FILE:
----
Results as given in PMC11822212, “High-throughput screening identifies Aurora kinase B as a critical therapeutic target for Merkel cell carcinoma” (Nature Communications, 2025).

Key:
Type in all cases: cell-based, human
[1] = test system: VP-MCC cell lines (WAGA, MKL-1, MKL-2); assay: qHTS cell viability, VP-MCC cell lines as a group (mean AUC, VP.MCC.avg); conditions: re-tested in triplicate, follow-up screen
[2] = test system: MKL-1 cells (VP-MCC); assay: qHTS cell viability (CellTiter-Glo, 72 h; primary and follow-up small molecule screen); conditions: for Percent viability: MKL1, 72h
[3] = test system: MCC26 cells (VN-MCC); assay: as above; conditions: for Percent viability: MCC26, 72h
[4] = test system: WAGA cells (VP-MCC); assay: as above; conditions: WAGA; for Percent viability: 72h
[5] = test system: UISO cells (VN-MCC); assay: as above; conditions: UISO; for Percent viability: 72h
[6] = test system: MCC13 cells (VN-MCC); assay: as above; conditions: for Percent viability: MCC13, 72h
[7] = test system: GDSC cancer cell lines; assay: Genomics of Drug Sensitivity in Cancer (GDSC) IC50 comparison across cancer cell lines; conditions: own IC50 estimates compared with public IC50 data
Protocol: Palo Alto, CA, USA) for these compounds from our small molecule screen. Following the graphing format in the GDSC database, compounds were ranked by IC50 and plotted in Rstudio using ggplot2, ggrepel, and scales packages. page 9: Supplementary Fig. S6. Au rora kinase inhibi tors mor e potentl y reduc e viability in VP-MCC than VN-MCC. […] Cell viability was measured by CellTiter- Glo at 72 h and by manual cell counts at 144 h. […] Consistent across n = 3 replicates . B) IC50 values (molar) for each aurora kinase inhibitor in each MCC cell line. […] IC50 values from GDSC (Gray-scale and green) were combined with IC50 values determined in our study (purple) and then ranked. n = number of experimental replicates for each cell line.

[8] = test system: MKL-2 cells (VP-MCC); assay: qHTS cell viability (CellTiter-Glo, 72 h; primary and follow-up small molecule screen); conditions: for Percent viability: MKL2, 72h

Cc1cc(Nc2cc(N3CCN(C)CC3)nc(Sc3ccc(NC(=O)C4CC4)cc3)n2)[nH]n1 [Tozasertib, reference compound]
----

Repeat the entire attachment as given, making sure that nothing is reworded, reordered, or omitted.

Results as given in PMC11822212, “High-throughput screening identifies Aurora kinase B as a critical therapeutic target for Merkel cell carcinoma” (Nature Communications, 2025).

Key:
Type in all cases: cell-based, human
[1] = test system: VP-MCC cell lines (WAGA, MKL-1, MKL-2); assay: qHTS cell viability, VP-MCC cell lines as a group (mean AUC, VP.MCC.avg); conditions: re-tested in triplicate, follow-up screen
[2] = test system: MKL-1 cells (VP-MCC); assay: qHTS cell viability (CellTiter-Glo, 72 h; primary and follow-up small molecule screen); conditions: for Percent viability: MKL1, 72h
[3] = test system: MCC26 cells (VN-MCC); assay: as above; conditions: for Percent viability: MCC26, 72h
[4] = test system: WAGA cells (VP-MCC); assay: as above; conditions: WAGA; for Percent viability: 72h
[5] = test system: UISO cells (VN-MCC); assay: as above; conditions: UISO; for Percent viability: 72h
[6] = test system: MCC13 cells (VN-MCC); assay: as above; conditions: for Percent viability: MCC13, 72h
[7] = test system: GDSC cancer cell lines; assay: Genomics of Drug Sensitivity in Cancer (GDSC) IC50 comparison across cancer cell lines; conditions: own IC50 estimates compared with public IC50 data
Protocol: Palo Alto, CA, USA) for these compounds from our small molecule screen. Following the graphing format in the GDSC database, compounds were ranked by IC50 and plotted in Rstudio using ggplot2, ggrepel, and scales packages. page 9: Supplementary Fig. S6. Au rora kinase inhibi tors mor e potentl y reduc e viability in VP-MCC than VN-MCC. […] Cell viability was measured by CellTiter- Glo at 72 h and by manual cell counts at 144 h. […] Consistent across n = 3 replicates . B) IC50 values (molar) for each aurora kinase inhibitor in each MCC cell line. […] IC50 values from GDSC (Gray-scale and green) were combined with IC50 values determined in our study (purple) and then ranked. n = number of experimental replicates for each cell line.

[8] = test system: MKL-2 cells (VP-MCC); assay: qHTS cell viability (CellTiter-Glo, 72 h; primary and follow-up small molecule screen); conditions: for Percent viability: MKL2, 72h

Cc1cc(Nc2cc(N3CCN(C)CC3)nc(Sc3ccc(NC(=O)C4CC4)cc3)n2)[nH]n1 [Tozasertib, reference compound]